Skip to Accessibility Tools Skip to Content Skip to Footer
What do you want people to know about MS?

What do you want people to know about MS?

Explaining what it’s like to live with multiple sclerosis can often be difficult…and frustrating.  We recently asked our Facebook community what they wanted others to know about MS.  With well over 300 comments, here are some of the most common responses:

MS is unpredictable

  • No two people progress the same – it’s not one size fits all
  • My symptoms can change on a daily or sometimes hourly basis
  • It can literally & figuratively knock you off your feet at anytime
  • MS is like a box of chocolates you never what’s in it until you get it
  • It’s a roller coaster…you have ups and downs, twists and turns, except it is never fun
  • MS tries to steal your self worth every day by stealing little things you could do the day before
  • Just because yesterday was a bad day doesn’t mean today will be

MS is real – it’s not an excuse

  • This is not something I chose
  • It’s out of my control
  • I’m not faking it
  • I’m not being a hypochondriac or lazy, I just hurt & need to rest
  • MS is exhausting and can cause extreme fatigue and horrific pain

MS is not a death sentence  (and it’s not contagious!) 

  • This is my struggle and what makes me stronger
  • MS is not fatal, and isn’t always debilitating
  • It doesn’t change who you are, just what you can do
  • It’s a terribly frightening diagnosis to receive. But, with time and education, it’s not the end of the world

MS can be invisible

  • I may look fine on the outside but feel terrible on the inside
  • MS makes you appear somewhat normal on the outside, but wreaks havoc on the inside
  • Others can’t necessarily see our limits, as we see and feel them and they can’t push us past them.

MS can sometimes be stressful and depressing

  • Slowly and quietly takes away our mobility, our cognitive thinking, and our dignity
  • It’s unbelievably hard to live with -mentally physically and emotionally

MS is a constant battle – for everyone

  • It’s on my mind even when I feel well
  • MS is something you think about every day; there is never a break
  • It’s devastating  – it is not just to the victim but the whole family has the disease
  • MS requires those who love us to be open minded with great big hearts

MS still has no cure

  • MS can’t be fixed with the miracle potion you are selling
  • We need research for treatment and a cure

Tell us – What do you want others to know about life with MS? 

Comments

  • giraffe516
    4 years ago

    Yes I may need help but please ask first. You opening the door is great but if I am holding onto it I can’t move fast enough and will fall down. Also I too hate apologies when people ask what is wrong with me. Yes it sucks! I hate it! I miss out on a lot due to my mobility issues but please don’t apologize.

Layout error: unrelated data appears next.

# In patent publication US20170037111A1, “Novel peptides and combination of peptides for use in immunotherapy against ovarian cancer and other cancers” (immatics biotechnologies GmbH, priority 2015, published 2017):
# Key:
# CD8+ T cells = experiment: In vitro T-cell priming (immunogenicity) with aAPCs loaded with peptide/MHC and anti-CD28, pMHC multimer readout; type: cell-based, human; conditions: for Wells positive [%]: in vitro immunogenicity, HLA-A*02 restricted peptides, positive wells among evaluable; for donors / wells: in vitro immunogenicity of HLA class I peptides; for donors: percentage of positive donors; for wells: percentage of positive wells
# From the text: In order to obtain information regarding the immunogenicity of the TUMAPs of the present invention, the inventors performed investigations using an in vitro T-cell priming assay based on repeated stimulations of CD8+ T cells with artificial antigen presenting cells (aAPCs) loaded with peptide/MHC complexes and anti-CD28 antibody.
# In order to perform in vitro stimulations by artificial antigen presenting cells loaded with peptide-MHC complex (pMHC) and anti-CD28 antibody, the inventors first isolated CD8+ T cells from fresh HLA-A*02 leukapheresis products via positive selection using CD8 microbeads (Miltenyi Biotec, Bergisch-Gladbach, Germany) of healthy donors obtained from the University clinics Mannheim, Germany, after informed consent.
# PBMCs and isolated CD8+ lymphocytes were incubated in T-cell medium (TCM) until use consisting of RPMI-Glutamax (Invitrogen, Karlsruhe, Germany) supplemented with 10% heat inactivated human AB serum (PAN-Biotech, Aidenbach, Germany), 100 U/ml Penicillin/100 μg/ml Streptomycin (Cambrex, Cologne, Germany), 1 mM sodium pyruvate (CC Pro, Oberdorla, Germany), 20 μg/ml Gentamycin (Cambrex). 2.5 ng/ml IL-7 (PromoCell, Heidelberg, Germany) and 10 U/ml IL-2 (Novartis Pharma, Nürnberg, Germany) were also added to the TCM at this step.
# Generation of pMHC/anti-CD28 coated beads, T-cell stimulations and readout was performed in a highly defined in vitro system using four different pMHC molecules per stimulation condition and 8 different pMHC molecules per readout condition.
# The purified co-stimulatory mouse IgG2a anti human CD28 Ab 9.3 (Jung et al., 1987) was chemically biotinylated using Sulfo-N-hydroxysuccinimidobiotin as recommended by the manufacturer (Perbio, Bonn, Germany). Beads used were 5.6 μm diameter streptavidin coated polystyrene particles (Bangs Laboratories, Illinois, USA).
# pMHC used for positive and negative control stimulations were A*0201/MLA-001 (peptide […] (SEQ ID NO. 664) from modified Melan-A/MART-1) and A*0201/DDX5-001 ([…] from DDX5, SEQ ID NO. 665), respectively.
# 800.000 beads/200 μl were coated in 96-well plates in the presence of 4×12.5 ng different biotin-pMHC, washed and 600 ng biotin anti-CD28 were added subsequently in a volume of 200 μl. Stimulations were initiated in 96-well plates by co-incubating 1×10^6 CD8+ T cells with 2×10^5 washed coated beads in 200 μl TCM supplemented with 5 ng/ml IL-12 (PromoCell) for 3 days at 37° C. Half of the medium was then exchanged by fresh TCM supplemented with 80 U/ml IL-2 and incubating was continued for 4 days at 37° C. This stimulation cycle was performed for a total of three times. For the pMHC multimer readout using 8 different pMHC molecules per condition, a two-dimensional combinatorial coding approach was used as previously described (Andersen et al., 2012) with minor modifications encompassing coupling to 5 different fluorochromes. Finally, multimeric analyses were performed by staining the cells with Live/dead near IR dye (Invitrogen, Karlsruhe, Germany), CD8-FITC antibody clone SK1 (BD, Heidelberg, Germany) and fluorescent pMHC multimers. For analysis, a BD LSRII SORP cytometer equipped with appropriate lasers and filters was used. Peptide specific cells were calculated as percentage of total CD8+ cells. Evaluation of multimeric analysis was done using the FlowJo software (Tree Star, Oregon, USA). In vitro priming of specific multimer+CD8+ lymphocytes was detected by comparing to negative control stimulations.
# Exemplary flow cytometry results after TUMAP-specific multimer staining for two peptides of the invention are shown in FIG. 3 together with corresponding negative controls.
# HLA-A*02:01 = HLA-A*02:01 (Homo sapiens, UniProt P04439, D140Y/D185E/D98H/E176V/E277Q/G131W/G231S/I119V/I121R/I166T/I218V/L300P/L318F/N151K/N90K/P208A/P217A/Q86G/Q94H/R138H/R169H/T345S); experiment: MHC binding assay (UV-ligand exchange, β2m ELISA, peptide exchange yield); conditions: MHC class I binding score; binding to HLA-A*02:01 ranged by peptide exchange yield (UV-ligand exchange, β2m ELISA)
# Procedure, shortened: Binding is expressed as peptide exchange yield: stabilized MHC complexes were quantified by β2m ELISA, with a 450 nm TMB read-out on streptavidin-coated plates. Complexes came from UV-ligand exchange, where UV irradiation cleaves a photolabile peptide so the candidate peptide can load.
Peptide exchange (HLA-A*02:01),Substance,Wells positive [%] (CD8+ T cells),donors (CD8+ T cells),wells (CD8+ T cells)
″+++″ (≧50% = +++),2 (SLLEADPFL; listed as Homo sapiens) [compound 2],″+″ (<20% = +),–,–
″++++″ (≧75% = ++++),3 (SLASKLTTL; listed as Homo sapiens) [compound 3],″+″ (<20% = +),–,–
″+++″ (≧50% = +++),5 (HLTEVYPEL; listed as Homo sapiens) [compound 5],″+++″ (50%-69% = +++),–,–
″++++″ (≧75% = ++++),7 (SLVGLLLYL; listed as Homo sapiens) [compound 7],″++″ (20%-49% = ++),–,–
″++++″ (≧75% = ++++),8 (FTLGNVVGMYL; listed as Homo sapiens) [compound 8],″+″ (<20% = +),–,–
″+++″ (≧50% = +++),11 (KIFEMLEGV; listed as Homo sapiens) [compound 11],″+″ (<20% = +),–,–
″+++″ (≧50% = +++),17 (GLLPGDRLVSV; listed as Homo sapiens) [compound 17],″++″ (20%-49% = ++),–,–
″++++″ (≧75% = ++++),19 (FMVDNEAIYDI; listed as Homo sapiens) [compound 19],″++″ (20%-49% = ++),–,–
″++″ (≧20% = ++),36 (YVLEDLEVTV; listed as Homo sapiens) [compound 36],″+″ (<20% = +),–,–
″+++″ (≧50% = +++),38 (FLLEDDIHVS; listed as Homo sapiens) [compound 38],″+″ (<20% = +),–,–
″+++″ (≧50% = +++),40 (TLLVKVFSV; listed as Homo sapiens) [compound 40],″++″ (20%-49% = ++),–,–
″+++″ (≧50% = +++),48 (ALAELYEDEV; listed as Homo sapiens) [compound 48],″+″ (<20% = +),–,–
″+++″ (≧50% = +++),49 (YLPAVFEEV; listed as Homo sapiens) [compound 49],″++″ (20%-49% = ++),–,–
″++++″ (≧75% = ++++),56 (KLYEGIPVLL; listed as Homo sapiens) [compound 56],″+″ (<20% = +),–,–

• fedupandconfused
    4 years ago

    Excellently written and to the point. I agree with it 100%. The most frustrating thing is if you haven’t got MS you don’t *get* MS. It’s such a contrary illness with one day being X and the next day Y and if we don’t understand it how can we expect others? That’s why sometimes people think it’s imagined or not painful. This article is great it summarises why MS is so conflicting. Thanks for that.

  • gngrbrzl
    5 years ago

    When I come down with anything, be it a cold or a stomach virus, the affects of it are much worse as is the recovery. “Oh you have a cold? Well I do, too. But, because I have MS every joint in my body is rendered immovable rather than just halfway uncooperative and I’m in bed unable to walk.” Extreme, I know…I’m using hyperbole. Haha! 🙂

  • Faith
    5 years ago

    I have progressive ms there are no good days only manageable days. I have awful symptoms everyday all day.

  • north-star
    5 years ago

    The responses are very true, especially please keep your miracle potion!

    I would love to tell people not to push or pull open a door I’m already pushing or pulling. Love the good side of you helping out, but I can’t let go and so I follow the door as you pull it. It’s startling and I sometimes yelp involuntarily and the person is embarrassed and I feel bad for them.

    It’s amazing how many embarrassing things can happen in a day. Non-MS people think I’m upset if I fall or stumble but I’m not. Some days, coping with MS is as much fun as being the long suffering mother of a four year old who’s having a meltdown in the grocery store. I can’t do anything but abide and, as with a four year old, get my MS self home and take a nap.

  • rmdanielsom
    5 years ago

    it IS killing me; literally. one nerve, one section of my spinal cord at a time. i will not die of “old age”. i will die of organ failure because that organ (heart, lungs) will no longer get the nerve impulses to do their job due to the dead nerves/spinal cord killed by the ms.

    i do not want pity, or sympathy; i want a treatment and cure.

  • Pam
    4 years ago

    I agree with you rmdanielsom..is does kill.. just because famous people don’t show the bad side doesn’t mean it isn’t there. the smiley face isn’t real.. its for others benefit to see.

  • grmc
    5 years ago

    MS was a major adjuctment to me, but it has also made me adjust to life with it. I have changed the course of my life to a different way of life. It has opened more doors than it closed. As an activate for the NMSS I have gotten to do things that would have not been possible other wise. It is not an end, but a begining.

  • bkitaly1
    5 years ago

    I could not have said it better, what was written about MS is all true. While I have gotten past the “Why me?” there are days I still so resent what it has done to my brain. Tomato soup is now where once whole tomatoes were.

  • Mare
    5 years ago

    I don’t want pity. I deal with this disease fairly well. I hate it when they say “I’m sorry”!

  • Poll